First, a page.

Engineering Synthesis of Bacterial Natural Products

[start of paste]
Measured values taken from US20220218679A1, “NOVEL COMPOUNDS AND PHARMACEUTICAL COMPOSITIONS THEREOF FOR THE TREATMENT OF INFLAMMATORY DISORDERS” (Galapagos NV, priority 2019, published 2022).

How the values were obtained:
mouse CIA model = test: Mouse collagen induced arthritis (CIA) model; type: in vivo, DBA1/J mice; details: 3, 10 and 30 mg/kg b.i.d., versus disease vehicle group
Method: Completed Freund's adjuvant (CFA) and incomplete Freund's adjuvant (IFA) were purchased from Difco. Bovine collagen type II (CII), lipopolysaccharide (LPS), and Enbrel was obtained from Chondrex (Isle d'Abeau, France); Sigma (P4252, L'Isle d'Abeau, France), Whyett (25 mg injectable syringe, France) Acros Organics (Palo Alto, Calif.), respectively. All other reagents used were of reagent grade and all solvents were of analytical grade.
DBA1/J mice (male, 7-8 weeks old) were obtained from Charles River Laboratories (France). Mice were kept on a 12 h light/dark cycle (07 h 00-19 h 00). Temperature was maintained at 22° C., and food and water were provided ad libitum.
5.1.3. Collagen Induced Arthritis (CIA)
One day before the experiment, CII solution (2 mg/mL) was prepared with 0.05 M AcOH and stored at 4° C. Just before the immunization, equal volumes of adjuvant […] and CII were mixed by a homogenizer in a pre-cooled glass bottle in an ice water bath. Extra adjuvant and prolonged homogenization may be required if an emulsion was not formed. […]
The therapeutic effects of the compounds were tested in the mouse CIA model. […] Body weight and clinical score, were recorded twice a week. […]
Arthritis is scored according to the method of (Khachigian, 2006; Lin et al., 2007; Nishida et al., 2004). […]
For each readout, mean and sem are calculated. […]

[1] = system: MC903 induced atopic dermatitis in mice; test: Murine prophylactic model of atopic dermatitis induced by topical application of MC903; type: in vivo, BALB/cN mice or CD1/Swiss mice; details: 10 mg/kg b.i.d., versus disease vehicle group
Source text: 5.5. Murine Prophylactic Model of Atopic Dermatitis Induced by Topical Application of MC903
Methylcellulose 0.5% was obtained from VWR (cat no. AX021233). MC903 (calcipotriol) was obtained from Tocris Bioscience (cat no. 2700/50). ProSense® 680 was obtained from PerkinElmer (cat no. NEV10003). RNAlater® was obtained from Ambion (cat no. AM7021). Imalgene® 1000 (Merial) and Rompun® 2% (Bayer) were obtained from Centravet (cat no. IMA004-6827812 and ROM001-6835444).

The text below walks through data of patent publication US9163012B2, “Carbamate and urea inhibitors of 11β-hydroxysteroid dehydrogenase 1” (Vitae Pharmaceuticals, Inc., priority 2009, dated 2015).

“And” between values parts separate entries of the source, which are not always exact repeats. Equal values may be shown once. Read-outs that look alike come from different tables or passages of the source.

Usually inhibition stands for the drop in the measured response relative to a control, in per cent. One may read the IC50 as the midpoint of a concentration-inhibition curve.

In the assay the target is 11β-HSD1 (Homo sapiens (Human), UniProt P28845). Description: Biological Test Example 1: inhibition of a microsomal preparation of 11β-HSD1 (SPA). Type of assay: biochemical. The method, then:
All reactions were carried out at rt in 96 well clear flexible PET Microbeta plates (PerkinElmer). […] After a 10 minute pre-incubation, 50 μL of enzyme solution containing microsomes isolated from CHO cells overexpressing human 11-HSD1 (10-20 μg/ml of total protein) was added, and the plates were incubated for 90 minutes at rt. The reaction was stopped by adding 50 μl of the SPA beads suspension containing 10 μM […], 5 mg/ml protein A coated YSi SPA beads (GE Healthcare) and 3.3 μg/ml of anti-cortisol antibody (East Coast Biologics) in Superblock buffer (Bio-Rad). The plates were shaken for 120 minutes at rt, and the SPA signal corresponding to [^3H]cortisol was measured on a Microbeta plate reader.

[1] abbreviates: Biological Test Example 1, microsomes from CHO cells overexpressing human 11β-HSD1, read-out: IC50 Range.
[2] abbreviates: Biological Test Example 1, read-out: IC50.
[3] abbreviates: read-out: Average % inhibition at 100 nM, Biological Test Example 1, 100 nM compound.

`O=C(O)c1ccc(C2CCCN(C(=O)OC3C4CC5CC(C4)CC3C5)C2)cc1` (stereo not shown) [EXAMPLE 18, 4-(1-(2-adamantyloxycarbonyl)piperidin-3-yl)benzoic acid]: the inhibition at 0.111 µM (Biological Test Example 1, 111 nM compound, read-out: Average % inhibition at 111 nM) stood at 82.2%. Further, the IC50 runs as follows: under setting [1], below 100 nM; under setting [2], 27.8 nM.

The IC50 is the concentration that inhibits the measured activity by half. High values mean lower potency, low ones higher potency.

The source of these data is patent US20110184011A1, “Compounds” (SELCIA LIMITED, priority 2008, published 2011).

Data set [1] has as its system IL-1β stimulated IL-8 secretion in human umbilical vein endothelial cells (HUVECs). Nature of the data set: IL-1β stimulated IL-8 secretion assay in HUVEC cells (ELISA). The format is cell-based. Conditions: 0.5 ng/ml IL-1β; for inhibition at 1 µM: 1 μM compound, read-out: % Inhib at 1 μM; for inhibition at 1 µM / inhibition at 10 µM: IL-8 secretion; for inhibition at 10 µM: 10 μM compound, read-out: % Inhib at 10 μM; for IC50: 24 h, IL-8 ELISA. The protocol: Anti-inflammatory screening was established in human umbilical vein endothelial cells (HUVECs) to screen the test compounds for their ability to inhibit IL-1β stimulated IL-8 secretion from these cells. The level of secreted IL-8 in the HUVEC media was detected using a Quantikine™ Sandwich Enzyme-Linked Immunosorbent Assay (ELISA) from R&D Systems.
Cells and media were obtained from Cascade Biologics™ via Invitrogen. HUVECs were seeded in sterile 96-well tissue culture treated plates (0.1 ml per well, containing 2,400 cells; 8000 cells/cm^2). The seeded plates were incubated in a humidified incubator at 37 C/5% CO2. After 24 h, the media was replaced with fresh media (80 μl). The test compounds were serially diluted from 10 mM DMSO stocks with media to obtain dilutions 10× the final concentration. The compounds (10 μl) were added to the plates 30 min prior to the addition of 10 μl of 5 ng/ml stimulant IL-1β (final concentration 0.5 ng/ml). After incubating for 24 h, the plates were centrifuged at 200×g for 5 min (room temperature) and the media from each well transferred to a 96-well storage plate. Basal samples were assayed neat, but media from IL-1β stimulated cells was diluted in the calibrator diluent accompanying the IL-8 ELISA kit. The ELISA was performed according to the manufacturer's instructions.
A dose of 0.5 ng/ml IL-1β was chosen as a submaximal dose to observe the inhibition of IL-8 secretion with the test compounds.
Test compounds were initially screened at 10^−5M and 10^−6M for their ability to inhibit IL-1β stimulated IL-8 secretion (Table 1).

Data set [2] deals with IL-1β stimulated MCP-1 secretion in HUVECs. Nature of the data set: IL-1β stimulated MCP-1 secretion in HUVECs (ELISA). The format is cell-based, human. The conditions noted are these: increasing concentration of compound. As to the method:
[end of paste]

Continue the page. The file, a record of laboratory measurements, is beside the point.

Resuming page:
Pseudomonas putida is a promising bacterial host for the production of natural products, such as polyketide synthases (PKS) and nonribosomal peptide synthetases (NRPS). Many natural products are of great interest in medicine due to their antibiotic, immunosuppressant, or antitumor properties. There is a need for more cost-effective and renewable methods for producing natural products, especially those that have been recently discovered. P. putida is capable of expressing complex biosynthetic gene clusters, and its chromosome has high GC content, like most organisms that produce natural products. To unlock P. putida’s potential as a host for heterologous genes, researchers need a genetic toolbox consisting of plasmids, characterized promoters, and techniques for rapidly editing the genome. Previous reports have characterized constitutive and inducible promoters, broad host range origins, and genome-editing methods. Our lab has augmented these tools by improving the fold induction of an IPTG-inducible promoter system in P. putida and discovering that the copy numbers of broad host range origins are significantly higher in P. putida than in E. coli. Lastly, we developed a λRed/Cas9 recombineering method that enables efficient integration of double-stranded DNA into the chromosome of P. putida. Our lab plans to take advantage of these new tools to genetically engineer P. putida to produce non-native PKS’s and NRPS’s with properties of medical interest.